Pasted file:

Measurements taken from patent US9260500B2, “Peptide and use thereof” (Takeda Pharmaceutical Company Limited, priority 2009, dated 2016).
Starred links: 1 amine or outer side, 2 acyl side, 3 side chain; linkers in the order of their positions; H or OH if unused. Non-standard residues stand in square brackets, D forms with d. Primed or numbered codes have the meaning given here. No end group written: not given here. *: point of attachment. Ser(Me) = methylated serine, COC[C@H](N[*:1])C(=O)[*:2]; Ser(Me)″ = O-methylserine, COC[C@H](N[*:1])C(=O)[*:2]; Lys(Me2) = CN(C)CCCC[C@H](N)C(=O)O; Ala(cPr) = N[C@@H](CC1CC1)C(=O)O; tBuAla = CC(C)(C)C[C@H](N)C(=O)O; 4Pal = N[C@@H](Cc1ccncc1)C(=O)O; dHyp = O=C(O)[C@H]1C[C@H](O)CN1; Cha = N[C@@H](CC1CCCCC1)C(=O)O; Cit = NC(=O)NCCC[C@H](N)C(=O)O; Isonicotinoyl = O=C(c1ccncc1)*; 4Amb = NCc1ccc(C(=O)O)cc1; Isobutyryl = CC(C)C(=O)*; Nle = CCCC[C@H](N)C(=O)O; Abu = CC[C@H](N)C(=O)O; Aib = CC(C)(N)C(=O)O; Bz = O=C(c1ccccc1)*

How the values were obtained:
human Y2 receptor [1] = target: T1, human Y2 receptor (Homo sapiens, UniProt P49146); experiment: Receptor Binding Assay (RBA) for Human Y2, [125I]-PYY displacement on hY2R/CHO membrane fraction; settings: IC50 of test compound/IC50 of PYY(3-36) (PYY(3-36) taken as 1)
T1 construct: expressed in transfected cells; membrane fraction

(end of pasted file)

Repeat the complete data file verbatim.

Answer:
Measurements taken from patent US9260500B2, “Peptide and use thereof” (Takeda Pharmaceutical Company Limited, priority 2009, dated 2016).
Starred links: 1 amine or outer side, 2 acyl side, 3 side chain; linkers in the order of their positions; H or OH if unused. Non-standard residues stand in square brackets, D forms with d. Primed or numbered codes have the meaning given here. No end group written: not given here. *: point of attachment. Ser(Me) = methylated serine, COC[C@H](N[*:1])C(=O)[*:2]; Ser(Me)″ = O-methylserine, COC[C@H](N[*:1])C(=O)[*:2]; Lys(Me2) = CN(C)CCCC[C@H](N)C(=O)O; Ala(cPr) = N[C@@H](CC1CC1)C(=O)O; tBuAla = CC(C)(C)C[C@H](N)C(=O)O; 4Pal = N[C@@H](Cc1ccncc1)C(=O)O; dHyp = O=C(O)[C@H]1C[C@H](O)CN1; Cha = N[C@@H](CC1CCCCC1)C(=O)O; Cit = NC(=O)NCCC[C@H](N)C(=O)O; Isonicotinoyl = O=C(c1ccncc1)*; 4Amb = NCc1ccc(C(=O)O)cc1; Isobutyryl = CC(C)C(=O)*; Nle = CCCC[C@H](N)C(=O)O; Abu = CC[C@H](N)C(=O)O; Aib = CC(C)(N)C(=O)O; Bz = O=C(c1ccccc1)*

How the values were obtained:
human Y2 receptor [1] = target: T1, human Y2 receptor (Homo sapiens, UniProt P49146); experiment: Receptor Binding Assay (RBA) for Human Y2, [125I]-PYY displacement on hY2R/CHO membrane fraction; settings: IC50 of test compound/IC50 of PYY(3-36) (PYY(3-36) taken as 1)
T1 construct: expressed in transfected cells; membrane fraction